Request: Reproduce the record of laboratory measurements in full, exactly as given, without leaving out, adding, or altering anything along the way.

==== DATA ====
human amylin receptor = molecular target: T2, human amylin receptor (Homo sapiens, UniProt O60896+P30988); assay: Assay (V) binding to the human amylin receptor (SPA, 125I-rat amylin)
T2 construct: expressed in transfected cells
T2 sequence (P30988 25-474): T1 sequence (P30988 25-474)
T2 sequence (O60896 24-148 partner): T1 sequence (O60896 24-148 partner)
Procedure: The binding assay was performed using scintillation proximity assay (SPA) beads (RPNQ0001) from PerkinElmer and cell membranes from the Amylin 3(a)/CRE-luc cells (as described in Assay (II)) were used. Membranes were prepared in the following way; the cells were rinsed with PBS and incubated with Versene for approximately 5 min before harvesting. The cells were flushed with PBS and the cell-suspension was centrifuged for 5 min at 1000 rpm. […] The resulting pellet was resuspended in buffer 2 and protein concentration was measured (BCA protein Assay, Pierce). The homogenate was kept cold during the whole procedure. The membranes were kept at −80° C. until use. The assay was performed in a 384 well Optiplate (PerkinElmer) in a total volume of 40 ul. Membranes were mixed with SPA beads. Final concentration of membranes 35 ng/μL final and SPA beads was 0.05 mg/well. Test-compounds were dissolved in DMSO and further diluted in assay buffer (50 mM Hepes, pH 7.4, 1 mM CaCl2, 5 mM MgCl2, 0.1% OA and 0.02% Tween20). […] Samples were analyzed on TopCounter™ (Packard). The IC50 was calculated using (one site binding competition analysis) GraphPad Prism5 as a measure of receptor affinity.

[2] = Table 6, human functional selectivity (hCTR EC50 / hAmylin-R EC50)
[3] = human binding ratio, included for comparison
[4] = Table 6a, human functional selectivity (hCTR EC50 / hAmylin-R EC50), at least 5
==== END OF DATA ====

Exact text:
human amylin receptor = molecular target: T2, human amylin receptor (Homo sapiens, UniProt O60896+P30988); assay: Assay (V) binding to the human amylin receptor (SPA, 125I-rat amylin)
T2 construct: expressed in transfected cells
T2 sequence (P30988 25-474): T1 sequence (P30988 25-474)
T2 sequence (O60896 24-148 partner): T1 sequence (O60896 24-148 partner)
Procedure: The binding assay was performed using scintillation proximity assay (SPA) beads (RPNQ0001) from PerkinElmer and cell membranes from the Amylin 3(a)/CRE-luc cells (as described in Assay (II)) were used. Membranes were prepared in the following way; the cells were rinsed with PBS and incubated with Versene for approximately 5 min before harvesting. The cells were flushed with PBS and the cell-suspension was centrifuged for 5 min at 1000 rpm. […] The resulting pellet was resuspended in buffer 2 and protein concentration was measured (BCA protein Assay, Pierce). The homogenate was kept cold during the whole procedure. The membranes were kept at −80° C. until use. The assay was performed in a 384 well Optiplate (PerkinElmer) in a total volume of 40 ul. Membranes were mixed with SPA beads. Final concentration of membranes 35 ng/μL final and SPA beads was 0.05 mg/well. Test-compounds were dissolved in DMSO and further diluted in assay buffer (50 mM Hepes, pH 7.4, 1 mM CaCl2, 5 mM MgCl2, 0.1% OA and 0.02% Tween20). […] Samples were analyzed on TopCounter™ (Packard). The IC50 was calculated using (one site binding competition analysis) GraphPad Prism5 as a measure of receptor affinity.

[2] = Table 6, human functional selectivity (hCTR EC50 / hAmylin-R EC50)
[3] = human binding ratio, included for comparison
[4] = Table 6a, human functional selectivity (hCTR EC50 / hAmylin-R EC50), at least 5